It’s sometimes useful to point your requirements.txt at code not yet on pypi. For example, imagine you’ve just sent a bugfix PR to one of the libraries you depend on. Instead of waiting for the PR to be merged and packaged, you can temporarily change your dependency to point at your fork.
When adding the dependency line, it’s best to provide every field. Leaving some out can have unexpected effects, like pip installing a different version of the code or recloning it on every run.
Here’s an example of a fully-specified requirement line pointing to gmusicapi 4.0.0 on Github:
Here’s an explanation of each field:
git+https://...git: the vcs type with the repo url appended. https (rather than ssh) is usually how you want to install public code, since it doesn’t require keys to be set up on the machine you’re running on.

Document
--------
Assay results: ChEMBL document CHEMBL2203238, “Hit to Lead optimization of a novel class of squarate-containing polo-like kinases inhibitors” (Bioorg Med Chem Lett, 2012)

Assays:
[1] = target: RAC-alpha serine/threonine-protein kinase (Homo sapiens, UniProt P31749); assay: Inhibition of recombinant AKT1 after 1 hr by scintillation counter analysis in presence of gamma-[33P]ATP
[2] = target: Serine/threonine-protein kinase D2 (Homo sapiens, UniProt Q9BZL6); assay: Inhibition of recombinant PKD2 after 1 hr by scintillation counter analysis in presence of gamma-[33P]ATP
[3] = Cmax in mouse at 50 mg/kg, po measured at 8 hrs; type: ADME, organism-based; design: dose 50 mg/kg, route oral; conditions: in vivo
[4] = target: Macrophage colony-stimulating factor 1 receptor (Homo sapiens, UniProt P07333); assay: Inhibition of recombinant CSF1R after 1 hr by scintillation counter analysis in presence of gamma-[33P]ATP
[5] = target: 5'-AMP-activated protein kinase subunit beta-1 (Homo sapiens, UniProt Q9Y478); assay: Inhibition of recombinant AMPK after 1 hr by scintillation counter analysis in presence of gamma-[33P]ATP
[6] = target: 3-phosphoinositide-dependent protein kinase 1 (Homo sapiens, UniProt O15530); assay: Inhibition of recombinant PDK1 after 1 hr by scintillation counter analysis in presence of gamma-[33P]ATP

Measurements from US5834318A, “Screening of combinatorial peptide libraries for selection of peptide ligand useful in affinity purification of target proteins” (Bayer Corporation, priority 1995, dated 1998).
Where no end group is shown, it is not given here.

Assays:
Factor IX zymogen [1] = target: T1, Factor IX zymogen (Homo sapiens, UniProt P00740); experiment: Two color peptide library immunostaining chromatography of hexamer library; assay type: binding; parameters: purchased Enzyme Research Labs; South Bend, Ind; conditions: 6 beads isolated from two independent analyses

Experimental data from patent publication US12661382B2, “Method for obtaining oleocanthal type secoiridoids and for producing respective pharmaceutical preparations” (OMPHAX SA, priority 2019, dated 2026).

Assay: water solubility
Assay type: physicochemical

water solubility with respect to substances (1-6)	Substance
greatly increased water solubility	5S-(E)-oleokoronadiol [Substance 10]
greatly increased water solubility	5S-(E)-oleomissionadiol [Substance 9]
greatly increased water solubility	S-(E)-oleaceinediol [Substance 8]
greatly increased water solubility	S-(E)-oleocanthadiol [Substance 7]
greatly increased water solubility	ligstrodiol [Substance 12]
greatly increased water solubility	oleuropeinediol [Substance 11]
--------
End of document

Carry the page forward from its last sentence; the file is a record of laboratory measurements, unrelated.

@4.0.0: the git ref to clone. This example points to the 4.0.0 tag. You don’t need to use a tag - pip will happily use anything that can be checked out, such as a feature branch - but I recommend it to avoid using a ref that will point somewhere else later (like
egg=gmusicapi: the name of the package. This is the name you’d give to
pip install(which isn’t always the same name as the repo).
==4.0.0: the version of the package. Without this field pip can’t tell what version to expect at the repo and will be forced to clone on every run (even if the package is up to date).
If the maintainer doesn’t change package versions between releases, you’ll want to change it on your branch so pip can tell the difference between your temporary release and the last release. For example, say you contribute a fix to version 1.2.3 of a library. To create your new version, you could: